Freeburg High baseball coach Drew Gericke said that during Nick Yung's early years on the varsity, Yung sometimes let his emotions show a little too much.
Once Yung harnessed those emotions and let his talent speak for itself, he became an even bigger threat as well. His contributions as a pitcher, shortstop and hitter helped the Midgets to a 30-9 record and third-place finish at the Class A state tournament.
Area coaches recognized Yung's special season by voting him Belleville News-Democrat Class 1A-2A Baseball Player of the Year. He also made the Illinois Baseball Coaches Association All-State Team.
"Before, he was his own worst enemy when he failed," Gericke said. "He accepted nothing but the best and nothing but success. If it wasn't success, it was failure. Early in his career it hurt him; he wore his emotion on his sleeve and that affected his performance."
Yung emerged as a team leader and was one of the key reasons the Midgets caught fire late in the season on the way to the state tourney.
The McKendree University pitching recruit was 8-1 with a 1.51 ERA and 54 strikeouts in 65 innings, featuring a fastball in the mid 80-mph range and breaking pitches with plenty of movement.
Also a shortstop after primarily playing catcher the previous three years, Yung hit .300 with seven doubles, one homer and 27 RBIs.
"I love pitching," said Yung, who chose McKendree over Quincy University. "Just having control of the game, having the ball in your hands. There's nothing better than helping your team get a win and when you're such a big part of it, it's awesome."
Yung was the winning pitcher in the regional championship and sectional championship.
The only game he lost all season came in the 2A semifinals when Freeburg dropped a 5-2 decision to eventual state champion Pleasant Plains.
"There's definitely not a day that goes by when I don't think about that game," Yung said. "There's just days where it doesn't go your way and that was it. We all have something we could have done better that day, but we just ran into a good team."
Yung and the Midgets were extremely disappointed when heavy rain wiped out the third place game at state.
"We're all going to have different views and perspectives on that weekend, but just to get there was incredible," Yung said. "We obviously wanted to do more and know we could have done more, but there's so many teams that wish they could have been in our position."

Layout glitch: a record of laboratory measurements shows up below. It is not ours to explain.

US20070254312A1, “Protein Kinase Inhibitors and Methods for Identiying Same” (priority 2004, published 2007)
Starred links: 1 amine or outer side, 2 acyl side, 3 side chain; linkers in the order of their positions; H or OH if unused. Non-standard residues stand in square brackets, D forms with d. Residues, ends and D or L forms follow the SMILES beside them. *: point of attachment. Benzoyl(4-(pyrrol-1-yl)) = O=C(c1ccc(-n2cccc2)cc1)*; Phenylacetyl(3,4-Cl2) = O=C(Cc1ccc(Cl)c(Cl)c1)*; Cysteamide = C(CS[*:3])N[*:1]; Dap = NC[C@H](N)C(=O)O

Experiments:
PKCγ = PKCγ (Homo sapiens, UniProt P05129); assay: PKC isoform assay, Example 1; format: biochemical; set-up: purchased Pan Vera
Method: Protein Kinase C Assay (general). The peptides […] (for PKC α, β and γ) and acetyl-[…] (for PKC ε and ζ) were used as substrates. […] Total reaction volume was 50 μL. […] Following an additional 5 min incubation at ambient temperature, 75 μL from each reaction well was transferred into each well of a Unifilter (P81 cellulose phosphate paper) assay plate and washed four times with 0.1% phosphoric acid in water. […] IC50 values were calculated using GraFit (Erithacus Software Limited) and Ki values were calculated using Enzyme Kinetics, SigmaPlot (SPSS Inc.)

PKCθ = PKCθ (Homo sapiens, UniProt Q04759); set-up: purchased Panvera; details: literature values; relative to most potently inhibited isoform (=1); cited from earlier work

Yung helped drive his teammates through a tough postseason schedule.
"There were four teams in our regional that could have ended their season where we did," he said. "It was just nice to pick the right time of the year to play Freeburg baseball."
Gericke wanted to move Yung out from behind the plate this season to shortstop, thinking that would allow him to be more effective as a pitcher since he wouldn't be catching in between starts.
"We needed a solid shortstop with more range and a stronger arm," Gericke said. "He gave us that."
Yung said playing all the positions has helped raise his baseball IQ.
"It helps to give you a better aspect of every angle of the game," he said. "It helps make you a more intelligent baseball player because I have a better understanding of everybody's job and everybody's role."
Yung's pitching coaches at various times in his development included former St. Louis Cardinals pitchers Danny Cox and T.J. Mathews along with Freeburg assistant Dean Brueggemann.
"They all helped in different ways and it's all led to where I am today," said Yung, who also played basketball and soccer at Freeburg.
He will always remember his final baseball season with the Midgets.
"I couldn't have asked for a better set of guys," Yung said. "We were all close, there weren't any cliques on the team like there's been in the past. We were a good group of guys and we all enjoyed each other's presence."
Gericke is Coach of the Year
A former player and assistant coach at Freeburg, Gericke has the honor of guiding the Midgets to their first state tournament trip since 2002.
As a result, area coaches voted Gericke the News-Democrat Class 1A-2A Coach of the Year.
"That's always nice to have our peers look at you this way," Gericke said. "I've never been around a group that wanted it so bad, from the seniors all the way down to the freshmen I had on the roster. You could just tell they wanted it -- and they were going to get it."
Making a state tourney trip wasn't the only big event in Gericke's life this spring. He and wife Chelsey became parents of a son named Tyce three days after the state tourney.
Gericke did not hesitate when saying the entire baby experience easily outranked baseball.
"I'm going to have to say having a baby is the best," he said. "That's a pretty neat deal."